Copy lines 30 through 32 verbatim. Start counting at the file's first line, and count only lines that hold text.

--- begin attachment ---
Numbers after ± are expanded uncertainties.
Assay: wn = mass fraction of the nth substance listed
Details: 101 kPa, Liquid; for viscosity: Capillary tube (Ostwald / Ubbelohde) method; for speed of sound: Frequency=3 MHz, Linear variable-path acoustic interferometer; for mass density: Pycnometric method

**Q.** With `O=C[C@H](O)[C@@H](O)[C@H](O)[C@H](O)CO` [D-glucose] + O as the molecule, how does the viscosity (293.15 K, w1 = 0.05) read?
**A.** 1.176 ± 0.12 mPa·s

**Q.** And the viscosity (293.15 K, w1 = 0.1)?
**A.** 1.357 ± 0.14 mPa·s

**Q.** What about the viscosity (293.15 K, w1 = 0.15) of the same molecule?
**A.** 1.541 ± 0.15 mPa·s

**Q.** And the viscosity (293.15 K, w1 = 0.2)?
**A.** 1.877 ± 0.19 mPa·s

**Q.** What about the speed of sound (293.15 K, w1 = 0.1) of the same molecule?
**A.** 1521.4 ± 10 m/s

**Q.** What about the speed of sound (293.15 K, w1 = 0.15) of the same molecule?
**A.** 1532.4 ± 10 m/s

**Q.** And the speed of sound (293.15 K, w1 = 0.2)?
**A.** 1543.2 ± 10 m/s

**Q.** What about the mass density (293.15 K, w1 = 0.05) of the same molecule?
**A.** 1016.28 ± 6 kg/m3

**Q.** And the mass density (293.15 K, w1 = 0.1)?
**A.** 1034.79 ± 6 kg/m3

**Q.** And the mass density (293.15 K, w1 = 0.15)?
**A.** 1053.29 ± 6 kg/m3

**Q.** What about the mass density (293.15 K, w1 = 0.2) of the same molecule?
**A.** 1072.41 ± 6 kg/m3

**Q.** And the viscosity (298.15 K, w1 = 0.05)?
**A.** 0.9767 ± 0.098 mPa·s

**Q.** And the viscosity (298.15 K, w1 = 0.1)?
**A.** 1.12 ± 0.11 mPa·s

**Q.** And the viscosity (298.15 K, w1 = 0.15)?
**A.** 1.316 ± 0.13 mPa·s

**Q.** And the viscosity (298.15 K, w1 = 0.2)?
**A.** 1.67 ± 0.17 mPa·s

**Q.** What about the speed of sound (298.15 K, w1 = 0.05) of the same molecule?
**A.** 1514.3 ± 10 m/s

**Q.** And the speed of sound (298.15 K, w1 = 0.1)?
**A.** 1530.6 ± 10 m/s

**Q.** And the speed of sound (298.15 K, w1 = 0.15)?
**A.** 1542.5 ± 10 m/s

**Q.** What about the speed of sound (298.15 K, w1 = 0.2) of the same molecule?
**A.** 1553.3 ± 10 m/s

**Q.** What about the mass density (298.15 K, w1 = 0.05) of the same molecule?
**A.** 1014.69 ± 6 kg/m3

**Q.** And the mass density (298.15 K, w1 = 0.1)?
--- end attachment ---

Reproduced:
**Q.** And the viscosity (298.15 K, w1 = 0.15)?
**A.** 1.316 ± 0.13 mPa·s

**Q.** And the viscosity (298.15 K, w1 = 0.2)?